March 21 is designated by the United Nations (UN) as the International Day for the Elimination of Racial Discrimination.

It’s a day observed all around the world to focus attention on the problems of racism and the need to promote racial harmony. The UN made this designation in 1966 to mark a tragic event that took place on March 21, 1960 in Sharpeville, South Africa when 69 peaceful demonstrators were killed during a protest against apartheid.

Canada was one of the first countries to support the UN initiative and launched its first annual campaign against racial discrimination in 1989.

The March 21 Campaign was initiated to heighten awareness of the harmful effects of racism on a national scale and to clearly demonstrate the commitment and leadership of the Government of Canada to foster respect, equality and diversity.

MCoS coordinates and supports campaigns and activities in Saskatchewan communities and schools with contributions from many partners to recognize March 21 and use it as a springboard for the year-long work to recognize and reject racism.

To recognize March 21: International Day for the Elimination of Racial Discrimination, MCoS is running a provincial educational campaign featuring the theme Racism: Recognize it. Reject it!.

Join our campaign to raise awareness of racism, how it works, the damage it causes, and how we can recognize and reject it.

We created a downloadable PDF activity kit. We have also launched a social media campaign to accompany this campaign using #MarchOutRacism.

Download Activity kit

 

Events

 

Video Recources

 

Join for province-wide Virtual Anti-racism Leadership Workshop

Anti-Racism Youth Leadership Workshop is being offered as a two-part module.

Part 1- Colonization Simulation

March 9, 9:30 -11:30 a.m. & March 10, 1:00-3:00 p.m.

Part 2- Levels of Racism and Planning for Action

March 16, 9:30-11:30 a.m. & March 17,1:00-3:00 p.m.

You can choose of the below choices!

Choice 1= March 9 @ 9:30–11:30 a.m. Colonization Simulation AND March 16 @ 9:30–11:30 a.m. Levels of Racism and Planning for Action

Choice 2= March 10 @1:00–3:00 p.m. Colonization Simulation AND March 17 @ 1:00–3:00 p.m. Levels of Racism and Planning for Action

REGISTER HERE

Storytelling events at libraries across Saskatchewan

For families or individuals wanting to participate in Indigenous Storytellers Month, there are events happening all across Saskatchewan. Find a full list here.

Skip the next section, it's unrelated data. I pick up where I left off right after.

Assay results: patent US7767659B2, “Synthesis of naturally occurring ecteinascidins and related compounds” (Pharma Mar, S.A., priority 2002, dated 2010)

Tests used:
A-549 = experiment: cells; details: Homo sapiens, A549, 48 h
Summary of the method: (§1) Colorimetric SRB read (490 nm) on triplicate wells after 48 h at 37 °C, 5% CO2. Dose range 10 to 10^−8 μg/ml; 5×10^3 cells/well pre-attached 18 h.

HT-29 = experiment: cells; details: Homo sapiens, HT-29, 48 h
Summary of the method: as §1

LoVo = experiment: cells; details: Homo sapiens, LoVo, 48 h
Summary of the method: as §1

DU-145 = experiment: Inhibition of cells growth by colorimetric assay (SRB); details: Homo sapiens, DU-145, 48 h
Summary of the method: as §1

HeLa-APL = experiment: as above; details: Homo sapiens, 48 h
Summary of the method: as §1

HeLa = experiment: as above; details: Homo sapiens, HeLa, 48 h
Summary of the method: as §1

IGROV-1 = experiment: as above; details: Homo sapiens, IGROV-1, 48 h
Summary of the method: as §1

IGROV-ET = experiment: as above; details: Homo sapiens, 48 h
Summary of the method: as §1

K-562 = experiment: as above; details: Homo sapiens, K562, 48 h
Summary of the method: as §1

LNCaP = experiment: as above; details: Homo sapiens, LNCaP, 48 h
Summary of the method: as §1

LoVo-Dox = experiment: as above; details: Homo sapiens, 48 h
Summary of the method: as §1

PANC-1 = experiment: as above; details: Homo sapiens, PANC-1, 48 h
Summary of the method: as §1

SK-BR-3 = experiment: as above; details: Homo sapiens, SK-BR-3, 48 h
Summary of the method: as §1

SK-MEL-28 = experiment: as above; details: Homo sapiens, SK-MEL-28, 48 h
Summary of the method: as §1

The Regina Public Library is hosting the following storytelling events:

  • Indigenous Storyteller’s Gathering on Feb. 2 at 7 p.m.
  • Indigenous Storytelling Through Children’s Books on Feb. 3
  • Indigenous Storytelling Through Graphic Novels on Feb. 10
  • Indigenous Storytelling Through Films on Feb. 17
  • Indigenous Storytelling through Puppets on Feb. 23

The Saskatoon Public Library is holding the following events:

  • Storytelling Spotlight: All About Storytelling on Feb. 1
  • Storytelling Spotlight: Saulteaux Stories on Feb. 3
  • Indigenous Spotlight: Music from Dallas & Phil Boyer on Feb. 6
  • Storytelling Spotlight:Stories with Maureen Belange on Feb. 10
  • Indigenous Spotlight: Music from Marentin Fehr on Feb. 13
  • Storytelling Spotlight: Sculpture & Story with Lyndon Tootoosis on Feb. 17
  • Indigenous Spotlight: Make Bannock & Soup with Glenna Henderson on Feb. 20
  • Storytelling Spotlight: Eagle Feather News on Feb. 24

“Racism is a public health crisis,” according to a May 2020 statement from the National Alliance on Mental Illness (NAMI). This means that racism — whether unintentional, unconsciously, or concealed — has affected Black Americans’ access to equal and “culturally competent” health care.

For example, it has been widely reported that COVID-19 has disproportionately affected Black Americans. According to the COVID Racial Data Tracker, the death rate for Black Americans nationwide is 2.5 times higher than the rate for white Americans: 67 per 100,000 vs. 26 per 100,000.

Employees of the U.S. Centers for Disease Control and Prevention (CDC) sent a letter to their director alleging “widespread acts of racism and discrimination within CDC that are, in fact, undermining the agency’s core mission” that may have indirectly contributed to that disparity.

Just as some medical facilities have been overwhelmed by COVID-19 cases, increased anxiety, depression, and post-traumatic stress disorder (PTSD) — in people who are worried they might catch the virus or have been impacted by the lockdown and social isolation needed to control the pandemic — may, in turn, overwhelm the mental health system.

Racism is also a stressor for mental health problems.

CLICK here to read the full article.

How Racism Causes Mental Health Problems

In the U.S. surgeon general’s groundbreaking 2016 report Facing Addiction in America: The Surgeon General’s Report on Alcohol, Drugs, and Health, it states that Black Americans “are over-represented in populations that are particularly at risk for mental illness.”

Why? NAMI, “the nation’s largest grassroots mental health organization,” says it’s because Black people in the United States have been affected by racism and racial trauma “repeatedly throughout history.”

That is, racism and racial trauma did not end with the abolition of slavery in 1865, the passing of the Civil Rights Act of 1964, or the election of the first Black U.S. president in 2008. The protests in 2020 are a sharp reminder of that.

Mental illnesses such as depression and substance abuse can have a biological component, but they also can be caused or made more likely by external factors. Some are more likely to be experienced by Black individuals, including: